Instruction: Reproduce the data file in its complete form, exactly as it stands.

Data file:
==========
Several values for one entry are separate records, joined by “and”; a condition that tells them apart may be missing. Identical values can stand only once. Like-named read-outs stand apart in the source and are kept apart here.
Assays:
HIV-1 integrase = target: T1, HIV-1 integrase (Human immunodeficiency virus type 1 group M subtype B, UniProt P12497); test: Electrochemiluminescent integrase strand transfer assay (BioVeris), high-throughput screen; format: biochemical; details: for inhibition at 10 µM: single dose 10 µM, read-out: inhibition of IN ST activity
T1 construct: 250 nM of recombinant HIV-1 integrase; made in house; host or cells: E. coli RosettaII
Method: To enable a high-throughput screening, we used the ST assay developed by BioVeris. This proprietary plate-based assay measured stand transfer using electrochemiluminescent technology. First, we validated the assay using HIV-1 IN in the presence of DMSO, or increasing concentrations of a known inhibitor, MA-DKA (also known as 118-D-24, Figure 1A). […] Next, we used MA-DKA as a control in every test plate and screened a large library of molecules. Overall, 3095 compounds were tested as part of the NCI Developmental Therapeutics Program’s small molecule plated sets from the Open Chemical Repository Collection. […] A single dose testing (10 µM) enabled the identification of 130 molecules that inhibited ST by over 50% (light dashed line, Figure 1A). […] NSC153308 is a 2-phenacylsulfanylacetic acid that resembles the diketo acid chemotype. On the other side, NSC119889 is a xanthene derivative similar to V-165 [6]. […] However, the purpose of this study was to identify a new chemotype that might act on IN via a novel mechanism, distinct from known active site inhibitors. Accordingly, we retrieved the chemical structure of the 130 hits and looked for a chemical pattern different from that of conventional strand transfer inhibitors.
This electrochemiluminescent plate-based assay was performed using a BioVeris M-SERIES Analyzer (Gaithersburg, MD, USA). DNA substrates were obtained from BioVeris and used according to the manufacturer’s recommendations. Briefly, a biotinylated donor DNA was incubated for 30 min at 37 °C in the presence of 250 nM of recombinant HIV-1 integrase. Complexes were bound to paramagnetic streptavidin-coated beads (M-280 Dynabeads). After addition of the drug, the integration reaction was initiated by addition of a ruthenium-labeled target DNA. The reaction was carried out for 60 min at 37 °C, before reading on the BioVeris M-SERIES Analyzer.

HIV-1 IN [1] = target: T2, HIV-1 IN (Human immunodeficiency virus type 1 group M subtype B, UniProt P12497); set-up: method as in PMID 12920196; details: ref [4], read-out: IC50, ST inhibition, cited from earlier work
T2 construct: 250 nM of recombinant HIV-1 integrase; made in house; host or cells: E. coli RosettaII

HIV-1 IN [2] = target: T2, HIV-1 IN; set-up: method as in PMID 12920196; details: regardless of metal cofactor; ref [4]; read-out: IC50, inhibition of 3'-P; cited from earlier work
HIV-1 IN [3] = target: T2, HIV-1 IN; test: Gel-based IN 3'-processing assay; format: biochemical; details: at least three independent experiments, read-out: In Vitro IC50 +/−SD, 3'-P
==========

Several values for one entry are separate records, joined by “and”; a condition that tells them apart may be missing. Identical values can stand only once. Like-named read-outs stand apart in the source and are kept apart here.
Assays:
HIV-1 integrase = target: T1, HIV-1 integrase (Human immunodeficiency virus type 1 group M subtype B, UniProt P12497); test: Electrochemiluminescent integrase strand transfer assay (BioVeris), high-throughput screen; format: biochemical; details: for inhibition at 10 µM: single dose 10 µM, read-out: inhibition of IN ST activity
T1 construct: 250 nM of recombinant HIV-1 integrase; made in house; host or cells: E. coli RosettaII
Method: To enable a high-throughput screening, we used the ST assay developed by BioVeris. This proprietary plate-based assay measured stand transfer using electrochemiluminescent technology. First, we validated the assay using HIV-1 IN in the presence of DMSO, or increasing concentrations of a known inhibitor, MA-DKA (also known as 118-D-24, Figure 1A). […] Next, we used MA-DKA as a control in every test plate and screened a large library of molecules. Overall, 3095 compounds were tested as part of the NCI Developmental Therapeutics Program’s small molecule plated sets from the Open Chemical Repository Collection. […] A single dose testing (10 µM) enabled the identification of 130 molecules that inhibited ST by over 50% (light dashed line, Figure 1A). […] NSC153308 is a 2-phenacylsulfanylacetic acid that resembles the diketo acid chemotype. On the other side, NSC119889 is a xanthene derivative similar to V-165 [6]. […] However, the purpose of this study was to identify a new chemotype that might act on IN via a novel mechanism, distinct from known active site inhibitors. Accordingly, we retrieved the chemical structure of the 130 hits and looked for a chemical pattern different from that of conventional strand transfer inhibitors.
This electrochemiluminescent plate-based assay was performed using a BioVeris M-SERIES Analyzer (Gaithersburg, MD, USA). DNA substrates were obtained from BioVeris and used according to the manufacturer’s recommendations. Briefly, a biotinylated donor DNA was incubated for 30 min at 37 °C in the presence of 250 nM of recombinant HIV-1 integrase. Complexes were bound to paramagnetic streptavidin-coated beads (M-280 Dynabeads). After addition of the drug, the integration reaction was initiated by addition of a ruthenium-labeled target DNA. The reaction was carried out for 60 min at 37 °C, before reading on the BioVeris M-SERIES Analyzer.

HIV-1 IN [1] = target: T2, HIV-1 IN (Human immunodeficiency virus type 1 group M subtype B, UniProt P12497); set-up: method as in PMID 12920196; details: ref [4], read-out: IC50, ST inhibition, cited from earlier work
T2 construct: 250 nM of recombinant HIV-1 integrase; made in house; host or cells: E. coli RosettaII

HIV-1 IN [2] = target: T2, HIV-1 IN; set-up: method as in PMID 12920196; details: regardless of metal cofactor; ref [4]; read-out: IC50, inhibition of 3'-P; cited from earlier work
HIV-1 IN [3] = target: T2, HIV-1 IN; test: Gel-based IN 3'-processing assay; format: biochemical; details: at least three independent experiments, read-out: In Vitro IC50 +/−SD, 3'-P